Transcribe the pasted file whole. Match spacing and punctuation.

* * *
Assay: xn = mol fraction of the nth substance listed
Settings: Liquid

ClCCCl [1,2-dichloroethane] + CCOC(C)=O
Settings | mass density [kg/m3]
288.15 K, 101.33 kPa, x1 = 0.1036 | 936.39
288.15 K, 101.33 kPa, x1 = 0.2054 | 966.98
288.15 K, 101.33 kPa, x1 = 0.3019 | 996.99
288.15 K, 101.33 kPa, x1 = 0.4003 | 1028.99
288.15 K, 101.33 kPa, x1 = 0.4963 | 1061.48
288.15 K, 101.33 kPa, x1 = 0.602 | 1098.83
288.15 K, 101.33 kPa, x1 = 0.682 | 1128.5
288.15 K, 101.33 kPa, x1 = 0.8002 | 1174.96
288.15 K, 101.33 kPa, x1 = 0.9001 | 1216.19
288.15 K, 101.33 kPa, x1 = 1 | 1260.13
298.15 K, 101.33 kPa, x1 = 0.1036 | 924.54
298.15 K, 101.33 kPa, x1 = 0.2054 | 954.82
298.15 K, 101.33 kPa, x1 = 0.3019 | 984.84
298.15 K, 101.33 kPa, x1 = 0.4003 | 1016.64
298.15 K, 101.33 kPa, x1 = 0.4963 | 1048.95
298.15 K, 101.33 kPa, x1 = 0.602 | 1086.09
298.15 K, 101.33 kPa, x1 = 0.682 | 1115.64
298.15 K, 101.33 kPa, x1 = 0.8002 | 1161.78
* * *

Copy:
Assay: xn = mol fraction of the nth substance listed
Settings: Liquid

ClCCCl [1,2-dichloroethane] + CCOC(C)=O
Settings | mass density [kg/m3]
288.15 K, 101.33 kPa, x1 = 0.1036 | 936.39
288.15 K, 101.33 kPa, x1 = 0.2054 | 966.98
288.15 K, 101.33 kPa, x1 = 0.3019 | 996.99
288.15 K, 101.33 kPa, x1 = 0.4003 | 1028.99
288.15 K, 101.33 kPa, x1 = 0.4963 | 1061.48
288.15 K, 101.33 kPa, x1 = 0.602 | 1098.83
288.15 K, 101.33 kPa, x1 = 0.682 | 1128.5
288.15 K, 101.33 kPa, x1 = 0.8002 | 1174.96
288.15 K, 101.33 kPa, x1 = 0.9001 | 1216.19
288.15 K, 101.33 kPa, x1 = 1 | 1260.13
298.15 K, 101.33 kPa, x1 = 0.1036 | 924.54
298.15 K, 101.33 kPa, x1 = 0.2054 | 954.82
298.15 K, 101.33 kPa, x1 = 0.3019 | 984.84
298.15 K, 101.33 kPa, x1 = 0.4003 | 1016.64
298.15 K, 101.33 kPa, x1 = 0.4963 | 1048.95
298.15 K, 101.33 kPa, x1 = 0.602 | 1086.09
298.15 K, 101.33 kPa, x1 = 0.682 | 1115.64
298.15 K, 101.33 kPa, x1 = 0.8002 | 1161.78